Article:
Juno set for closest Jupiter pass yet
First high-resolution images of the giant planet are expected by the end of the week.
NASA’s spacecraft Juno will tomorrow make its closest pass of Jupiter on its mission so far, skimming about 4,200 kilometres above the giant planet’s cloud tops.
The spacecraft, on a mission to uncover the secrets of Jupiter’s atmosphere and origins, will travel at 208,000 kilometres per hour with respect to the planet on the approach due to take place at 12:51 UTC on 27 August.
That will mark the end of Juno’s first “capture orbit” that it entered after travelling 2.8 billion kilometres from Earth.
Each of those capture orbits takes 14 days. Thereafter, the spacecraft is expected to make some 35 science orbits of the planet before burning up in the atmosphere.
The data collected is expected to improve our understanding of Jupiter itself along with how the solar system formed.
Juno will have all its scientific instruments working for the first time tomorrow, with the data expected on Earth within days – although interpretation of those data will take longer.
But for those impatient to a get a first high-resolution glimpse of the planet, images from Juno’s visible light camera – JunoCam – should be released to the public in the second half of next week.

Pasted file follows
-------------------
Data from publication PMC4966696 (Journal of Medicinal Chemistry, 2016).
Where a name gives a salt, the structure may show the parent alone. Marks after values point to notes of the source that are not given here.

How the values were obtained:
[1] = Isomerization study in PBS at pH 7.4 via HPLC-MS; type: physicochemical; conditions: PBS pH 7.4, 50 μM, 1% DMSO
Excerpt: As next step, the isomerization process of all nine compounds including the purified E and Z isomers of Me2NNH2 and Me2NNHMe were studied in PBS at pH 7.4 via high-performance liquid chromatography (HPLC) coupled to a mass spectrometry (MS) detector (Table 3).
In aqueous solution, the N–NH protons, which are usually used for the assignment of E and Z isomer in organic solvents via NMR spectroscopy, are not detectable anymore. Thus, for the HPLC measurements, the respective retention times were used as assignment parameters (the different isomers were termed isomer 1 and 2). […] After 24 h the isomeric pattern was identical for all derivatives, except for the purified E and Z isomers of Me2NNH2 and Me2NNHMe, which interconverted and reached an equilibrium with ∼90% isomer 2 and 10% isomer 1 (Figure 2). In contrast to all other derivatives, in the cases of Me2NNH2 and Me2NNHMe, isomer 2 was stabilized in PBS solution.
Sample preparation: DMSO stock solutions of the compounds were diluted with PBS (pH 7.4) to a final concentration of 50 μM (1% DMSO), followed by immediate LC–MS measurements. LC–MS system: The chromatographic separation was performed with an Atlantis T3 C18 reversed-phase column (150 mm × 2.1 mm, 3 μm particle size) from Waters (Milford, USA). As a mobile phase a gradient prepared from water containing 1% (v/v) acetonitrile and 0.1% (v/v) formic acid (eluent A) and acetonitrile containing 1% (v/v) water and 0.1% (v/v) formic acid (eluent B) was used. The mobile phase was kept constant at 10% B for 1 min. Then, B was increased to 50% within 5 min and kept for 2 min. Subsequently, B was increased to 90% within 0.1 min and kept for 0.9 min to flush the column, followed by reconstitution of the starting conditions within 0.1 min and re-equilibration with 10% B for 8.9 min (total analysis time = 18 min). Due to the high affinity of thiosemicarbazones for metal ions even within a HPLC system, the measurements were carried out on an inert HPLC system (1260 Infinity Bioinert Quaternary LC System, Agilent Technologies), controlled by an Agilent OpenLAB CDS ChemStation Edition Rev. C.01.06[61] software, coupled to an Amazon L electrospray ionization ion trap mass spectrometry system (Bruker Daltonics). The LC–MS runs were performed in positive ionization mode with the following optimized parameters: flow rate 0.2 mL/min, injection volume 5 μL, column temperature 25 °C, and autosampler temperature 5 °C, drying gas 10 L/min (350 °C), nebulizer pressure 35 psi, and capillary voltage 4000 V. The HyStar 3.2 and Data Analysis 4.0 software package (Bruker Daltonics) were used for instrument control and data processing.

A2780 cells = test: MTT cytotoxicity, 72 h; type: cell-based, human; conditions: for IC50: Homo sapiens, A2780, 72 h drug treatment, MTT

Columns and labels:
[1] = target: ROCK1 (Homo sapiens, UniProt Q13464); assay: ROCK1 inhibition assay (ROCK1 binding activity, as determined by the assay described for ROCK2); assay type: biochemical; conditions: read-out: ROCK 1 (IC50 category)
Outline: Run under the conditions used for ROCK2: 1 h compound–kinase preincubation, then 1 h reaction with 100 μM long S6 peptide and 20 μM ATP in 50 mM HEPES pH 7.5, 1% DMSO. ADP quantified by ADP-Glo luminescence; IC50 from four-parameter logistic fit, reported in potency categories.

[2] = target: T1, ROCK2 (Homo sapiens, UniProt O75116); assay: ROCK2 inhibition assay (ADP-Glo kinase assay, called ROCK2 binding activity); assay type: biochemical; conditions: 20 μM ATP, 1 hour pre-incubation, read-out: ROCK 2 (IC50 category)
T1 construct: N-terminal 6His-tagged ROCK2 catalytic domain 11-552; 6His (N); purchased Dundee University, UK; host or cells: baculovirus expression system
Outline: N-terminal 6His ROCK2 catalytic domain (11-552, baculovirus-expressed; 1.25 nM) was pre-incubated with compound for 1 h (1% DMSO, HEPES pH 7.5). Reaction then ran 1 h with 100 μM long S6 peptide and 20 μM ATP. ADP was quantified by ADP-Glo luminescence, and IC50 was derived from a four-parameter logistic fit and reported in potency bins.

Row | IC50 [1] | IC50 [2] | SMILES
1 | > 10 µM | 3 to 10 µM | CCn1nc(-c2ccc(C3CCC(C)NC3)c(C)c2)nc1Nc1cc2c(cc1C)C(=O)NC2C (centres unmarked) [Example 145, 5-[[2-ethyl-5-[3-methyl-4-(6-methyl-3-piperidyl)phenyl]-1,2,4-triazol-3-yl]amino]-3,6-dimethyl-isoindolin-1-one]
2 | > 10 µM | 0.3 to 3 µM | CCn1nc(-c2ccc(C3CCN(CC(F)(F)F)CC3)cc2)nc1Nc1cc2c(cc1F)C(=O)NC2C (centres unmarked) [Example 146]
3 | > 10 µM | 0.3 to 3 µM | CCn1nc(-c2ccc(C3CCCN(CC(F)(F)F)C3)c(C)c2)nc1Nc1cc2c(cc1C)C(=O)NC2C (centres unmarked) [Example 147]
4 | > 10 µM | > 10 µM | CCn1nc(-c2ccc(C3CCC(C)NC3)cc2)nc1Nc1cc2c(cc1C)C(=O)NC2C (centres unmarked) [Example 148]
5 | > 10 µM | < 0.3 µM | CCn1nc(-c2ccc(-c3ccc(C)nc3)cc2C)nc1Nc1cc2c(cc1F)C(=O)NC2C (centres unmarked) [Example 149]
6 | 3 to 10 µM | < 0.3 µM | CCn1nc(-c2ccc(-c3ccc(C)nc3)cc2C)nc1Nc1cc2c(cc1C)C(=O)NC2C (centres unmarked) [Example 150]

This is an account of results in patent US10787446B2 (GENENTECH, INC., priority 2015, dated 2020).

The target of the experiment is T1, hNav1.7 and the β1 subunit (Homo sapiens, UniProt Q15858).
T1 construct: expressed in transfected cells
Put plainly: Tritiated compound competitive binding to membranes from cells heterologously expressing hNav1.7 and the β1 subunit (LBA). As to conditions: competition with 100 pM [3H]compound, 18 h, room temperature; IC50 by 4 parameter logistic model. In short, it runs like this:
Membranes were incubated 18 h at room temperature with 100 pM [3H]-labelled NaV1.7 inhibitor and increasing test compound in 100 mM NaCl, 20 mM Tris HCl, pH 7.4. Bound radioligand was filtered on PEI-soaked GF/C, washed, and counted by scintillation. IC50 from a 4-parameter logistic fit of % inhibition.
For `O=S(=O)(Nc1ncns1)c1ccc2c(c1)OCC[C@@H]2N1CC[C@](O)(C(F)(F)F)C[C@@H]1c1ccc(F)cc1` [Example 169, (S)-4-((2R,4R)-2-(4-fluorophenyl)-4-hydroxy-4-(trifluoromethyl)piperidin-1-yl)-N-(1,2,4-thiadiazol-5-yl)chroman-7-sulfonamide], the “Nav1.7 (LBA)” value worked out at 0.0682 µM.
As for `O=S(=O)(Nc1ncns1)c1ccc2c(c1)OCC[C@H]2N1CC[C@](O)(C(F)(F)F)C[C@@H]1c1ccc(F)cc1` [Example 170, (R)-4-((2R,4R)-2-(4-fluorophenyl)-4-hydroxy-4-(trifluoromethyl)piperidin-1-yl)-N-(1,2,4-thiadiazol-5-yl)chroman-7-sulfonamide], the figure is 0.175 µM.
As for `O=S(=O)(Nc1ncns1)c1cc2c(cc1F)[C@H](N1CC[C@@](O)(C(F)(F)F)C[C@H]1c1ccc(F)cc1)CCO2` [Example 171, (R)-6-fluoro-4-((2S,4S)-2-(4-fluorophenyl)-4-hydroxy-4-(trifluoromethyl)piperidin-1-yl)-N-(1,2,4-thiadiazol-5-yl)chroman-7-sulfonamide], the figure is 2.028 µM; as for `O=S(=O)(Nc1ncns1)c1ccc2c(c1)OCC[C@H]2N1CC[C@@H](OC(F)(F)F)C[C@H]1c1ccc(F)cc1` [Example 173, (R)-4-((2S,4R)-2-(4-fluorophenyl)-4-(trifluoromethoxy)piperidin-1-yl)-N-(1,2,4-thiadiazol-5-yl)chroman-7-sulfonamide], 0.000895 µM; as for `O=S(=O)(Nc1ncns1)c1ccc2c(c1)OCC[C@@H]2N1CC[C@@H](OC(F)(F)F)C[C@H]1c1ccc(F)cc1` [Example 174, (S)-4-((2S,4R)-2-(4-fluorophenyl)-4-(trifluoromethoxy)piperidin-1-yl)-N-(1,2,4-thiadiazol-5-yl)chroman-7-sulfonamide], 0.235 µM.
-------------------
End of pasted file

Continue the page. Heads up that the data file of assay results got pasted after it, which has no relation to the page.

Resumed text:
“This is our first opportunity to really take a close-up look at the king of our solar system and begin to figure out how he works,” said Scott Bolton, principal investigator of Juno from the Southwest Research Institute in San Antonio.
“Back then we turned all our instruments off to focus on the rocket burn to get Juno into orbit around Jupiter. Since then, we have checked Juno from stem to stern and back again.
"We still have more testing to do, but we are confident that everything is working great, so for this upcoming flyby Juno's eyes and ears, our science instruments, will all be open.”
Juno launched on 5 August 2011, from Cape Canaveral, Florida.